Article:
17. History of Europe – The history of Europe covers the peoples inhabiting Europe from prehistory to the present. Some of the civilizations of prehistoric Europe were the Minoan and the Mycenaean. The period known as classical antiquity began with the emergence of the city-states of Ancient Greece, the Roman Empire came to dominate the entire Mediterranean basin. By 300 AD the Roman Empire was divided into the Western and Eastern empires, during the 4th and 5th centuries, the Germanic peoples of Northern Europe grew in strength, and repeated attacks led to the Fall of the Western Roman Empire. AD476 traditionally marks the end of the period and the start of the Middle Ages. In Western Europe, Germanic peoples became more powerful in the remnants of the former Western Roman Empire and established kingdoms and empires of their own. Of all of the Germanic peoples, the Franks would rise to a position of hegemony over Western Europe, the British Isles were the site of several large-scale migrations. The Viking Age, a period of migrations of Scandinavian peoples, the Normans, a Viking people who settled in Northern France, had a significant impact on many parts of Europe, from the Norman conquest of England to Southern Italy and Sicily. The Rus people founded Kievan Rus, which evolved into Russia, after 1000 the Crusades were a series of religiously motivated military expeditions originally intended to bring the Levant back under Christian rule. The Crusaders opened trade routes which enabled the merchant republics of Genoa, the Reconquista, a related movement, worked to reconquer Iberia for Christendom. Eastern Europe in the High Middle Ages was dominated by the rise, led by Genghis Khan, the Mongols were a group of steppe nomads who established a decentralized empire which, at its height, extended from China in the east to the Black and Baltic Seas in Europe. The Late Middle Ages represented a period of upheaval in Europe, the epidemic known as the Black Death and an associated famine caused demographic catastrophe in Europe as the population plummeted. Dynastic struggles and wars of conquest kept many of the states of Europe at war for much of the period, in Scandinavia, the Kalmar Union dominated the political landscape, while England fought with Scotland in the Wars of Scottish Independence and with France in the Hundred Years War. Russia continued to expand southward and eastward into former Mongol lands, in the Balkans, the Ottoman Empire overran Byzantine lands, culminating in the Fall of Constantinople in 1453, which historians mark as the end of the Middle Ages. Beginning in the 14th century in Florence and later spreading through Europe, the rediscovery of classical Greek and Roman knowledge had an enormous liberating effect on intellectuals. Simultaneously, the Protestant Reformation under German Martin Luther questioned Papal authority, henry VIII seized control of the English Church and its lands. The European religious wars between German and Spanish rulers, the Reconquista ended Muslim rule in Iberia. By the 1490s a series of oceanic explorations marked the Age of Discovery, establishing links with Africa, the AmericasHistory of Europe – Europe depicted by Antwerp cartographer Abraham Ortelius in 1595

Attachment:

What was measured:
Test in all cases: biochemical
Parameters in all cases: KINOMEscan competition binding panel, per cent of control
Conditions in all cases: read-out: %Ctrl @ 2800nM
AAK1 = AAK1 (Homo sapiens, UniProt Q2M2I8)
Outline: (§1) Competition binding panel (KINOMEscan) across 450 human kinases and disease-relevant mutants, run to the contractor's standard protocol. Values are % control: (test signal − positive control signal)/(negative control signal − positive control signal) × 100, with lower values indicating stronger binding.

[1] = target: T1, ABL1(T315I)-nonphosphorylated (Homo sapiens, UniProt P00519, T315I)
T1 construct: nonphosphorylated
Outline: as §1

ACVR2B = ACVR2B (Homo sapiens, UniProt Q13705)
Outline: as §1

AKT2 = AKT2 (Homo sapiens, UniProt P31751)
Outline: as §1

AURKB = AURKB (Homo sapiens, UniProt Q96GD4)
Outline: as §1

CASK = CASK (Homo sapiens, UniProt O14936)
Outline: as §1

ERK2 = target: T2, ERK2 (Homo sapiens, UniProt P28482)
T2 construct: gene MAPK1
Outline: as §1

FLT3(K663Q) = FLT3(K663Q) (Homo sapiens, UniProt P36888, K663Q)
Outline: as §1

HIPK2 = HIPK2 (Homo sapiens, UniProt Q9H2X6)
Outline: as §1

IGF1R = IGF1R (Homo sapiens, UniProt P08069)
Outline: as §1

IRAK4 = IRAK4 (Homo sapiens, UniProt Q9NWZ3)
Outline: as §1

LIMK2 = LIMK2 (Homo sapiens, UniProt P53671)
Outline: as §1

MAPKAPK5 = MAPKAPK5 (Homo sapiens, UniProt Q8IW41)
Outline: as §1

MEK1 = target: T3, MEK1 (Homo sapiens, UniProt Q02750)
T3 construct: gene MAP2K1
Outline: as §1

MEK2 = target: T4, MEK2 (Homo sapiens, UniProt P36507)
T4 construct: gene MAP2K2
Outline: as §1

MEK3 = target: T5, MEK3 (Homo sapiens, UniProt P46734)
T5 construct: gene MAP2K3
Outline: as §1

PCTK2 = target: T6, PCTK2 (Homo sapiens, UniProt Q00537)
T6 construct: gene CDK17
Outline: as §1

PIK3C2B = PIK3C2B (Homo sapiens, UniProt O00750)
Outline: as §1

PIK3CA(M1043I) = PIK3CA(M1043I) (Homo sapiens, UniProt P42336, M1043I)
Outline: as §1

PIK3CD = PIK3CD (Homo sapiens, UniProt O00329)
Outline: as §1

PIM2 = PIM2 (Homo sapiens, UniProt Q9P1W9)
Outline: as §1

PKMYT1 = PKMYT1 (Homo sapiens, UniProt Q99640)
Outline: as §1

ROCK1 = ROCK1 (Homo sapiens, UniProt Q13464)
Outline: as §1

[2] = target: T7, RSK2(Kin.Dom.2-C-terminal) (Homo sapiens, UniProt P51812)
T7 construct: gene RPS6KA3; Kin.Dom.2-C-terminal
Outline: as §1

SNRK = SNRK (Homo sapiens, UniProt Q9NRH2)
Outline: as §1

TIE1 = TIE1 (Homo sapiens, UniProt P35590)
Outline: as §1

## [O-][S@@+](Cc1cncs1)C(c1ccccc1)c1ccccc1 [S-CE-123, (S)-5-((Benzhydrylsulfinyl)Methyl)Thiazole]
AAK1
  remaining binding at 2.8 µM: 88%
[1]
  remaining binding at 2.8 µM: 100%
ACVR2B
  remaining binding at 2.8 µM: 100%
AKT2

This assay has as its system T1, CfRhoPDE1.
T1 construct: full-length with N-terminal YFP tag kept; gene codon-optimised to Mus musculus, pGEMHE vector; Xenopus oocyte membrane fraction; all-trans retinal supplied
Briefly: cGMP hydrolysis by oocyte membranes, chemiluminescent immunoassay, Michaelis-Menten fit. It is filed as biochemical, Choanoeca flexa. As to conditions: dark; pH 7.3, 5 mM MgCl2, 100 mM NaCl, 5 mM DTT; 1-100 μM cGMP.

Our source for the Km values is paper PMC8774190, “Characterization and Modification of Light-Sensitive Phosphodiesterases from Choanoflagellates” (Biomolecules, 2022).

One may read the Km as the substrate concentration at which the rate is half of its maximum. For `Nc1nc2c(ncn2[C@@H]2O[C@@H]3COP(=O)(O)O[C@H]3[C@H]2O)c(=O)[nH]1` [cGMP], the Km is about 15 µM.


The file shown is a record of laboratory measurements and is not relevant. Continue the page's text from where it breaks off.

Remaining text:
18. Mycenaean Greece – Mycenaean Greece was the last phase of the Bronze Age in Ancient Greece. It represents the first advanced civilization in mainland Greece, with its states, urban organization, works of art. Among the centers of power emerged, the most notable were those of Pylos, Tiryns, Midea in the Peloponnese, Orchomenos, Thebes, Athens in Central Greece. The most prominent site was Mycenae, in Argolid, to which the culture of this era owes its name. Mycenaean and Mycenaean-influenced settlements also appeared in Epirus, Macedonia, on islands in the Aegean Sea, on the coast of Asia Minor, the Levant, Cyprus and Italy. Their syllabic script, the Linear B, offers the first written records of the Greek language, Mycenaean Greece was dominated by a warrior elite society and consisted of a network of palace states that developed rigid hierarchical, political, social and economic systems. At the head of society was the king, known as wanax. Various theories have proposed for the end of this civilization. Additional theories such as natural disasters and climatic changes have also suggested. The Mycenaean period became the setting of much ancient Greek literature and mythology. The Bronze Age in mainland Greece is generally termed as the Helladic period by modern archaeologists, after Hellas, the Greek name for Greece. This period is divided into three subperiods, The Early Helladic period was a time of prosperity with the use of metals, the Middle Helladic period faced a slower pace of development, as well as the evolution of megaron-type dwellings and cist grave burials. Finally, the Late Helladic period roughly coincides with Mycenaean Greece, the transition period from the Bronze Age to the Iron Age in Greece is known as Sub-Mycenaean. Moreover, it revealed that the bearers of Mycenaean culture were ethnically connected with the populations that resided in the Greek peninsula after the end of this cultural period. Various collective terms for the inhabitants of Mycenaean Greece were used by Homer in his 8th century BC epic, the Iliad, in reference to the Trojan War. The latter was supposed to have happened in the late 13th – early 12th century BC, Homer used the ethnonyms Achaeans, Danaans and Argives, to refer to the besiegers. These names appear to have passed down from the time they were in use to the time when Homer applied them as terms in his Iliad. There is an reference to a-ka-wi-ja-de in the Linear B records in Knossos, Crete dated to c.1400 BCMycenaean Greece – Mycenaean Greece